Leonard is so good in all phases of the game that he has never had the role as the featured back in the offense. He looks like a typical power runner and certainly performs his duties as a battering ram between the tackles, but Leonard also has suprising quickness and breakaway speed you would not expect from a man his size. Leonard sounds, looks, and play like a 200+ carry back for any team, but he doesn't get those carries and it's his own fault. In addition to excelling as a runner, Leonard is one of the best receiving backs in the nation. Leonard is very active in the screen pass game, and is as fluid a back catching the football and picking up blocks in the open field as we have seen since Keith Byars. However, unlike Byars, Leonard is a devestating lead blocker, another reason he loses carries. Leonard is a guy who was born to play in the NFL, and whichever team gets his combination of speed, toughness, and character will be getting themselves a hell of a player for the next 10 seasons.
Stephen Nicholas LB, South Florida
If Nicholas were a Wolverine (UM), a Longhorn (UT), or even a Commodore (Vanderbilt) everyone would already know his name. Yet, because he plays in relative obscurity for South Florida, Nicholas has been able to fly under the collective radar of casual fans. But learn the name now, as Nicholas is on the short watch list for the Butkus Award (although he is likely to lose out to Penn State's Paul Posluszny-no shame in that), and should be an early first day pick in the 2007 NFL Draft. Due to the presence of fellow standout linebacker Ben Moffit, teams will be unable to focus all offensive attention on Nicholas. Assuming he stays healthy for the entire season, Nicholas' production could be unmatched on the national level.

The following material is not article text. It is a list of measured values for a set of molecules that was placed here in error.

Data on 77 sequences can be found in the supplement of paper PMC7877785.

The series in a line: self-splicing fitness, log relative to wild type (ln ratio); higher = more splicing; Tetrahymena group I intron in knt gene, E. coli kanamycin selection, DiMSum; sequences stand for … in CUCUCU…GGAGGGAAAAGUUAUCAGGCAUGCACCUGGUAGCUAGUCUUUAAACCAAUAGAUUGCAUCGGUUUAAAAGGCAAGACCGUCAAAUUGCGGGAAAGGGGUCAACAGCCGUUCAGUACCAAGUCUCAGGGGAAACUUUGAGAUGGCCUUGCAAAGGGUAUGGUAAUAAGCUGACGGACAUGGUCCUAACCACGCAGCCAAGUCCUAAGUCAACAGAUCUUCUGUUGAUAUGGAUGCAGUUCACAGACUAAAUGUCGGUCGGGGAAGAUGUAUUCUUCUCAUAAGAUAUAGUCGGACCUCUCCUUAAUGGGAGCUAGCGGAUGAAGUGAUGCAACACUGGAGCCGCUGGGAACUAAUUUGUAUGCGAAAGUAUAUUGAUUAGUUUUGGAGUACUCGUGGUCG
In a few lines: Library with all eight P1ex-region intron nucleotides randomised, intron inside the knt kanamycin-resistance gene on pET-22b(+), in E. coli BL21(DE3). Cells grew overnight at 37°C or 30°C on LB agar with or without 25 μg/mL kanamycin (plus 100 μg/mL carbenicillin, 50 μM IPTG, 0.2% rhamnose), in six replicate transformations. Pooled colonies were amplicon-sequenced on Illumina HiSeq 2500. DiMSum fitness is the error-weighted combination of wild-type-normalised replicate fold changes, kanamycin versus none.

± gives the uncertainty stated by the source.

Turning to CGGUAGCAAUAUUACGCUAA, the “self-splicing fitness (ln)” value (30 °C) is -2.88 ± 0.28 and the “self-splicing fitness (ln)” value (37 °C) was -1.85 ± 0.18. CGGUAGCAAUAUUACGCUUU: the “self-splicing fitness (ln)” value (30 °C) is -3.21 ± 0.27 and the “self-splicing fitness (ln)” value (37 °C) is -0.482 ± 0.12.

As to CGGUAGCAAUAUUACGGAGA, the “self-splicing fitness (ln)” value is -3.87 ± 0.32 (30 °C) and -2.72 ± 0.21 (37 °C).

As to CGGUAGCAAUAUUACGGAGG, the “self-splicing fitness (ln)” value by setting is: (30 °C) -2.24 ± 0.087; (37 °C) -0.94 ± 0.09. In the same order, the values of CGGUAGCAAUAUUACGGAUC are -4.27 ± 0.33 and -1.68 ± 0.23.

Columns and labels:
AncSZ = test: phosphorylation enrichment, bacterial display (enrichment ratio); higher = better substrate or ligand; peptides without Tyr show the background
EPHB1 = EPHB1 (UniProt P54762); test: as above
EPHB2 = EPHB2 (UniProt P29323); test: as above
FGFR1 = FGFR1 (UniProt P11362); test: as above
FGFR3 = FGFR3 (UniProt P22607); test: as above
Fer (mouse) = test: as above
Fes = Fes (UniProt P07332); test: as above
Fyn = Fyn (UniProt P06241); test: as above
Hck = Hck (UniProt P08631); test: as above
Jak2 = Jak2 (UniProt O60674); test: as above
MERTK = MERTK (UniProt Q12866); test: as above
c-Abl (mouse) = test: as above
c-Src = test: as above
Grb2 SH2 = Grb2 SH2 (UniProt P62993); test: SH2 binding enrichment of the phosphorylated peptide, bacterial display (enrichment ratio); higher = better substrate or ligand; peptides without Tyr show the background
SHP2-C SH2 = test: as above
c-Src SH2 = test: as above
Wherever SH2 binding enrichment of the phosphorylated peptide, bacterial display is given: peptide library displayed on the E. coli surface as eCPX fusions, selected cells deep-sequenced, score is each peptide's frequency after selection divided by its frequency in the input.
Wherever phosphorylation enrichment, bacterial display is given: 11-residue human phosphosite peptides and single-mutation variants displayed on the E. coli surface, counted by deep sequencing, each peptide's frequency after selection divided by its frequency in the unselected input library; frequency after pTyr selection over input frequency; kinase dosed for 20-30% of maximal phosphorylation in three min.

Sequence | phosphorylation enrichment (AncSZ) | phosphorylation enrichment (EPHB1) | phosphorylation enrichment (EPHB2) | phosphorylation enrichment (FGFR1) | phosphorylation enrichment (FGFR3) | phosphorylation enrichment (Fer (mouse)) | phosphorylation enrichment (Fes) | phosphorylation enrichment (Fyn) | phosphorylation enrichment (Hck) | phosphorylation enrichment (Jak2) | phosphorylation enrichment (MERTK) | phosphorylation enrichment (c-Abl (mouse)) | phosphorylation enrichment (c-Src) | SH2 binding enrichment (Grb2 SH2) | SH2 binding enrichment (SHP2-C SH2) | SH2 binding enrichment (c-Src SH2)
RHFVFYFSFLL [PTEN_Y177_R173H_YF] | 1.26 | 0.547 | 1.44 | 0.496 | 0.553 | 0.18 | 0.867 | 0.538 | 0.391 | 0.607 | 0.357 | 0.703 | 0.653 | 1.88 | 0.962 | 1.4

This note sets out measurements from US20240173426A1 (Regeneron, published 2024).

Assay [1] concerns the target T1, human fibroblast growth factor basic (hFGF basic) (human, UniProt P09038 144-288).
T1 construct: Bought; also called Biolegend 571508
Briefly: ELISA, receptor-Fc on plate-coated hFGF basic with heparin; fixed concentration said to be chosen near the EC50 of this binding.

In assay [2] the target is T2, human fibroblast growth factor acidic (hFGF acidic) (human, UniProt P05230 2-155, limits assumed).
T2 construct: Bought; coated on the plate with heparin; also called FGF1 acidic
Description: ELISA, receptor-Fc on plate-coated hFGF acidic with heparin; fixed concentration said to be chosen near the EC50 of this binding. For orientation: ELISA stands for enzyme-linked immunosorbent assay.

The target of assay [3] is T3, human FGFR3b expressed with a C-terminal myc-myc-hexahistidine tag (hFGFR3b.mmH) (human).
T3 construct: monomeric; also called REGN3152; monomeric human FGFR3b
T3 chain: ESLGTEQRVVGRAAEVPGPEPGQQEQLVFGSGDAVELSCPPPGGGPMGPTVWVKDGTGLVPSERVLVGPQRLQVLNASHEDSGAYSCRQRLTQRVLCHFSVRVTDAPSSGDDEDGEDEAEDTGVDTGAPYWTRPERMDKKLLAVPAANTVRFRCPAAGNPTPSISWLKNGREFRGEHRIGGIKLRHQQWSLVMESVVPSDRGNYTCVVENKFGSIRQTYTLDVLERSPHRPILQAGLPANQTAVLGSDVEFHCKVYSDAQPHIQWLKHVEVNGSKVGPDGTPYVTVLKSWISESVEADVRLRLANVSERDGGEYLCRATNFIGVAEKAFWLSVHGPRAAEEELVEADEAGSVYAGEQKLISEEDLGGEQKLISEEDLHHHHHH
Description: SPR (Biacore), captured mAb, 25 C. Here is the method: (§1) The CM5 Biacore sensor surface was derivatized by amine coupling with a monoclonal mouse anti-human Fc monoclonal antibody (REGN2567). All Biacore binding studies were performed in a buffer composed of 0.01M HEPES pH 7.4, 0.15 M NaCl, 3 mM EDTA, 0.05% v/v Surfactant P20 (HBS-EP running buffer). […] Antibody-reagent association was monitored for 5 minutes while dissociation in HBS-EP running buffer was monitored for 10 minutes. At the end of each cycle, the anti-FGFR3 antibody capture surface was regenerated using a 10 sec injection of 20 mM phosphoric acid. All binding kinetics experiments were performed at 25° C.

At 6'3'' and 230 lbs., Nicholas is not huge, though he certainly has the frame to add extra weight (something the NFL absolutely loves). Many thought he would bolt for the NFL after last season, and one look at his staggering career numbers indicate he is ready to play on Sundays. In three seasons at South Florida, Nicholas has ammassed 224 tackles, 12.5 sacks, and an other-worldly 38.5 stops behind the line of scrimmmage. Nicholas is at his best when he can flow from the weak side and track plays down sideline-to-sideline. However, Nicholas has played both the strong side and weak side for South Florida, and has excelled at both positions. Nicholas possesses the rare combination of being a ferocious hitter, while playing under control. He rarely overruns plays or takes a false step. Nicholas is one of the few linebackers in the nation that can beat you single handedly and must be accounted for on every single play.
Jeff Rowe QB, Nevada